Sunday, May 19, 2013

What I Did On A Saturday

Tai Chi: Fighting Slow Invisible Ninjas
So I had a full Saturday, this Saturday last. Tai Chi demonstrations, glasswork of the elder gods, Seattle traffic raised to its ultimate level, drinking at a gamer's bar, and a children's Cthulhu book.

First things first. I practice Tai Chi under Master Yijiao Hong at the Chinese Wushu And Tai Chi Accademy. About once a year or so, we're asked to make a public demonstration, usually at the Armory of the Seattle Center, and usually for a cultural festival (The one was "A Glimpse of China: Chinese Culture and Arts Festival"). This year, we performed four demonstrations - two Tai Chi forms, and two Tai Chi Sword forms (I performed in the two Tai Chi forms, while the Lovely Bride did those and one of the sword forms as well). It was enjoyable, and the other presentations over the afternoon included other martial artists, dance troupes, musicians and about thirty small children dressed up as ducklings (who were very, very cute).

This, year, in addition, we were asked to perform at the Chihuly Garden and Glass Museum next to the armory. The garden/museum is a new thing, and just celebrating its first anniversary. The entire complex is built on the site of the former Fun Forest, a small, weathered amusement complex that needed renovation, but not elimination. The museum turned this Fun Forest into an enclosed glass garden with a price tag enough to keep one at bay, unless one was a Chihuly fan, which I was not.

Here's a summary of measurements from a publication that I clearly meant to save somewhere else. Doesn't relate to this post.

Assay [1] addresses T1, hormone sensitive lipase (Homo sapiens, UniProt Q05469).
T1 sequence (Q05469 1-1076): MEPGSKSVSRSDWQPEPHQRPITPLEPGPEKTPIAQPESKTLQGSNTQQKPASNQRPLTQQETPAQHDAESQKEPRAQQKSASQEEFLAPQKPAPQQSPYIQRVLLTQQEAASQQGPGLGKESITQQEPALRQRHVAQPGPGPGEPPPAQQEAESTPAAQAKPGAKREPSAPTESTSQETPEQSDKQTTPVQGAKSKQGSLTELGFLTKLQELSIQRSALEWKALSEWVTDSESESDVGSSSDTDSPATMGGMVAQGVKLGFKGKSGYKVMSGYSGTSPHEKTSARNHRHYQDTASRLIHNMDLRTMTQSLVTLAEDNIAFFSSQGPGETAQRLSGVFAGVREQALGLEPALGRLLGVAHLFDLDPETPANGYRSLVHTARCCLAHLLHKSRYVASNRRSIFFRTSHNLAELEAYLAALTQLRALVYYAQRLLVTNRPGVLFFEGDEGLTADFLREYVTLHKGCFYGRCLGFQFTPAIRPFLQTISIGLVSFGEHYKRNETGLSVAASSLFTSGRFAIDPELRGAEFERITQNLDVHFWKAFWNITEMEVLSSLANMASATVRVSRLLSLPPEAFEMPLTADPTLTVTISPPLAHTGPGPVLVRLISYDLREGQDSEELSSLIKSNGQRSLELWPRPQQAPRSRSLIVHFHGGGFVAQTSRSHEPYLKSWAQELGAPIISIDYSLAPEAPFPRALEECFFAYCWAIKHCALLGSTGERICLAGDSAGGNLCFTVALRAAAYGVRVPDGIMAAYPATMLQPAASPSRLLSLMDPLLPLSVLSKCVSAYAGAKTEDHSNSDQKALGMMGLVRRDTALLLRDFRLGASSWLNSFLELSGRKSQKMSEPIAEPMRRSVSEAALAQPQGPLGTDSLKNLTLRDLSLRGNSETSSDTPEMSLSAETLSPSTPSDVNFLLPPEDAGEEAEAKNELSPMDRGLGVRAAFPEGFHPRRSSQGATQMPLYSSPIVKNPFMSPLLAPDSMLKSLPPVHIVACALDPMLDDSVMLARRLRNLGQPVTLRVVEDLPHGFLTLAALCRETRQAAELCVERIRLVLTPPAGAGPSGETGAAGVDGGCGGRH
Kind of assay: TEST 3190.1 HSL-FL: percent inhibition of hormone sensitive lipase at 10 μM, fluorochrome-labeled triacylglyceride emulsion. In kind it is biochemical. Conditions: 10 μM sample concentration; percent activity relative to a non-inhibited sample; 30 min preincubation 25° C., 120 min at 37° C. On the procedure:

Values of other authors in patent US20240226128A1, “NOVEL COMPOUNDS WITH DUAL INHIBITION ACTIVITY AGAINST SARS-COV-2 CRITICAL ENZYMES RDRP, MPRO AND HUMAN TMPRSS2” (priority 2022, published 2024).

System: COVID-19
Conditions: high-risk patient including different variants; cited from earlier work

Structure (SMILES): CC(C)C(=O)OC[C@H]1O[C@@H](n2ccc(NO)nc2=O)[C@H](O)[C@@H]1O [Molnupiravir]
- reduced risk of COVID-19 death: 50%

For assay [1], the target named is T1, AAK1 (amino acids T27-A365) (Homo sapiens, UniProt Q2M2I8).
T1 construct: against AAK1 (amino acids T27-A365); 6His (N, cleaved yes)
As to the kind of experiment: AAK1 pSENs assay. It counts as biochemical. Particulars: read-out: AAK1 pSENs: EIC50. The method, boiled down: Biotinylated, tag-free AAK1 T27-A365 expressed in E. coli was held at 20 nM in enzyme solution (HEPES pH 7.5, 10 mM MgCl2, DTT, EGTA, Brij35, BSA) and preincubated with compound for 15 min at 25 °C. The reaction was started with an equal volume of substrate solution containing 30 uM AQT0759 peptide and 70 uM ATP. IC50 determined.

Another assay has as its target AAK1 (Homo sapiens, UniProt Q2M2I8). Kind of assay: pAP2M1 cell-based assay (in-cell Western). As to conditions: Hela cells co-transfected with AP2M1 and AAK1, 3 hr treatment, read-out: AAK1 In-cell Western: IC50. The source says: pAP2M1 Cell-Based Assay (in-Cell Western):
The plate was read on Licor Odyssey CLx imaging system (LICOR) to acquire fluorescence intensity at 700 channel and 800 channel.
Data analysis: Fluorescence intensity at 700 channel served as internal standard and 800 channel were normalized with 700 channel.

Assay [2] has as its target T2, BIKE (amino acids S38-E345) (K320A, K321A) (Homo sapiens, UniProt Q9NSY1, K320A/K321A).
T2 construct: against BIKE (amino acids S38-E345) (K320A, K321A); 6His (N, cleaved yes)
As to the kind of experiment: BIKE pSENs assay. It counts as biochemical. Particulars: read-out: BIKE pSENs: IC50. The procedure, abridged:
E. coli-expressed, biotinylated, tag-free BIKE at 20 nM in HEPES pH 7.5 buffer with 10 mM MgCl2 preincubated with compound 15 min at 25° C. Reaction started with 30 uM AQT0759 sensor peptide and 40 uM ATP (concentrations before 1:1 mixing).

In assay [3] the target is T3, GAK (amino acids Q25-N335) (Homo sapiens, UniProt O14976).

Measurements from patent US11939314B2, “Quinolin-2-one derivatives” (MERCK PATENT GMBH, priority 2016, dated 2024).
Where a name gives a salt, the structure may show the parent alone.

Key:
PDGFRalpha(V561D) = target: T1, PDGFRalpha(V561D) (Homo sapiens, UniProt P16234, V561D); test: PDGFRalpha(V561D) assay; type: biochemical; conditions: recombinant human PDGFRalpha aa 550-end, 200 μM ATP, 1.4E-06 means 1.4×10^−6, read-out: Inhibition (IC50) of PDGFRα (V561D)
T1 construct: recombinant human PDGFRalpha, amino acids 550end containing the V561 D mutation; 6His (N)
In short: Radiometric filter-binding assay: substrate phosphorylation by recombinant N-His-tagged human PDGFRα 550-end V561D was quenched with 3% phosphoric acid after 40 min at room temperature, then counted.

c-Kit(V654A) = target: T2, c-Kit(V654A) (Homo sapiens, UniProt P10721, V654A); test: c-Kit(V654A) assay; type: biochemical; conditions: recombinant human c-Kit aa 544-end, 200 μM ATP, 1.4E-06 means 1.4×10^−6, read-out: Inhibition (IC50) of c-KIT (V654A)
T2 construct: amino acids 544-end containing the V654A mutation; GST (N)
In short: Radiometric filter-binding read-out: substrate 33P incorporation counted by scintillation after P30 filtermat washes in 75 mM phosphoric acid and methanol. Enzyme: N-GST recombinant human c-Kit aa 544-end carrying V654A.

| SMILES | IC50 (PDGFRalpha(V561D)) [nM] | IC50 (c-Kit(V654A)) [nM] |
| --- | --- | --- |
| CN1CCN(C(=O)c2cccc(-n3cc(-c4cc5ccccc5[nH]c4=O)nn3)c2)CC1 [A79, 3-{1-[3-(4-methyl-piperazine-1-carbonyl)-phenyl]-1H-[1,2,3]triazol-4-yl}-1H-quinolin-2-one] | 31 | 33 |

Yes, I know. I look like a snowball.
Dale Chihuly is a Seattle Artist made legendary by his colorful and flowing glasswork. Most of his work I have seen has been in terms of single pieces, which are often colorful, half-melted bowls. I wondered what the big deal was, and how this would rate removing a tilt-a-whirl. However, the museum itself is a marvel of installation and presentation. Large darkened rooms with focused lighting turn the colors of the glasswork magic, their rich colors glowing under the illumination. The adjacent garden is a combination of plants with the layered spheres and organic glass seedpods and glowing spikes of the artist's works. A single Chihuly is a interesting item - a forest of his glass forms is overwhelming.

The garden is built around a glass structure used for private functions (every museum needs at least one of these in these multi-tasked, fundraising days), and it was within this oversized greenhouse, dominated by crystaline flowers overhead, that we did the second performance of the day. And we actually did pretty well at that (my personal fear is always that I will stand on one leg and, topheavy, go sprawling over backwards - much of my style can be described as "staying upright"). It was well-received (we drew a crowd) and it was in one of the places where you could swing a sword without worrying about taking out any valuable, valuable, artwork.

Who ordered the Flying Polyp?